About one third of the population is engaged in farming. Wheat, corn, sugar beets, sunflowers, hemp, and flax are the chief crops; the fertile plains of Vojvodina are the most productive agricultural areas. Serbia proper has extensive vineyards and is one of Europe's major regions for fruit growing (notably plums). Manufacturing is the largest contributor to the economy; products include furniture, machinery, chemicals, tires, and clothing, and food processing also is important. Serbia's mineral wealth includes oil and natural gas, coal, iron ore, copper, and zinc. The political turmoil of the 1990s (see under History) greatly exacerbated Serbia's already severe economic problems. Exports include iron, steel, and other metals, clothing, wheat, and fruits and vegetables. Serbia's main trading partners include the European Union nations, especially Germany, Italy, Hungary, Slovenia, and Austria, as well as Bosnia and Herzegovina and Montenegro.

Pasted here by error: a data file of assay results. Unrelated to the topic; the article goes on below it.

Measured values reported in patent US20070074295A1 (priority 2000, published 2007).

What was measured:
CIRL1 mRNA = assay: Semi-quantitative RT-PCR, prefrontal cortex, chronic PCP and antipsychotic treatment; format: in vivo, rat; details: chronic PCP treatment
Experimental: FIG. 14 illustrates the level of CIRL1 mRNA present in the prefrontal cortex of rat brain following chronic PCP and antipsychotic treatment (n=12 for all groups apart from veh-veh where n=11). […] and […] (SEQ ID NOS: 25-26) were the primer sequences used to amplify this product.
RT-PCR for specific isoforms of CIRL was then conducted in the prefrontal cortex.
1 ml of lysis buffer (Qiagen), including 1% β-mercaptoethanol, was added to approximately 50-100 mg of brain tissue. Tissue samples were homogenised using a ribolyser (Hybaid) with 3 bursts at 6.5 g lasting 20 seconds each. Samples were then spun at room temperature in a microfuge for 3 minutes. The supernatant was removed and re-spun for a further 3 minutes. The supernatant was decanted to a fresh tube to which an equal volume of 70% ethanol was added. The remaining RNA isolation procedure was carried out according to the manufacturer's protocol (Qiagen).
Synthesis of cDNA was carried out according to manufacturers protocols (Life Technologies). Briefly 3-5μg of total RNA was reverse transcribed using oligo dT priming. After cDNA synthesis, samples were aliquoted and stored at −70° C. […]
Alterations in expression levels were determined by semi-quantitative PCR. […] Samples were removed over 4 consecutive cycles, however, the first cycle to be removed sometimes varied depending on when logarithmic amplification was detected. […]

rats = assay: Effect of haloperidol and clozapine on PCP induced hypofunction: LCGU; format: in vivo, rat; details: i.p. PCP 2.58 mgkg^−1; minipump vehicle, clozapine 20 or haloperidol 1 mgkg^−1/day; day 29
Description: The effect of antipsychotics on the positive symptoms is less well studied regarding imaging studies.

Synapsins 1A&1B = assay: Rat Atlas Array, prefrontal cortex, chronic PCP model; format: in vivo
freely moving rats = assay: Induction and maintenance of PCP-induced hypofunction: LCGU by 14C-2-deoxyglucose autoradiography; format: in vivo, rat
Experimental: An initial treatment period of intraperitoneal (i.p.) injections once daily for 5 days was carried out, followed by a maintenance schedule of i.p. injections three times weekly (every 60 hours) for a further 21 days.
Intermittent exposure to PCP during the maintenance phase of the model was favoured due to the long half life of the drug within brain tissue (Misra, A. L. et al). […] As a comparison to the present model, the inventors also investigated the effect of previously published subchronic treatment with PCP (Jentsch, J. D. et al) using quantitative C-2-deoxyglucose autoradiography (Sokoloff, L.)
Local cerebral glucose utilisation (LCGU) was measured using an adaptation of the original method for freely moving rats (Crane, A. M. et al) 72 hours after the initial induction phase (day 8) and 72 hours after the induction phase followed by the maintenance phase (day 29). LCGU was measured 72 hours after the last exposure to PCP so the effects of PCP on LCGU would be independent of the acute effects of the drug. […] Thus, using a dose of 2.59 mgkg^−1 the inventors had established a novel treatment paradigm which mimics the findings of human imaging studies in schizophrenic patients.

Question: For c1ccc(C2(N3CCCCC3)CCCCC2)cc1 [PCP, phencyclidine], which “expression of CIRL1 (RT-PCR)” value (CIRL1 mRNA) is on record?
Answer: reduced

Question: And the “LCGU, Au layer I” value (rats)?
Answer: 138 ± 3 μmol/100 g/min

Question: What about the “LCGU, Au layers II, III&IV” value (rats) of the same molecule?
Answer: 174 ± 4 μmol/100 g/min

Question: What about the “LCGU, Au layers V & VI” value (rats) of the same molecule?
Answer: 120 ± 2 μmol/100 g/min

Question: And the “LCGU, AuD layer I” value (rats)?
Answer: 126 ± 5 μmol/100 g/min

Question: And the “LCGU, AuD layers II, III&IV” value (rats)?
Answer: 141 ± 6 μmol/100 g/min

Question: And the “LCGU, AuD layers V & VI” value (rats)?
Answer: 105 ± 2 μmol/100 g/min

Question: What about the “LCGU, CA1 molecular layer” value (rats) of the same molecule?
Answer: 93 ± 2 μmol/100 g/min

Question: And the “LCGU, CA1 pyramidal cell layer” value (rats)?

The Columbia Electronic Encyclopedia, 6th ed. Copyright © 2012, Columbia University Press. All rights reserved.
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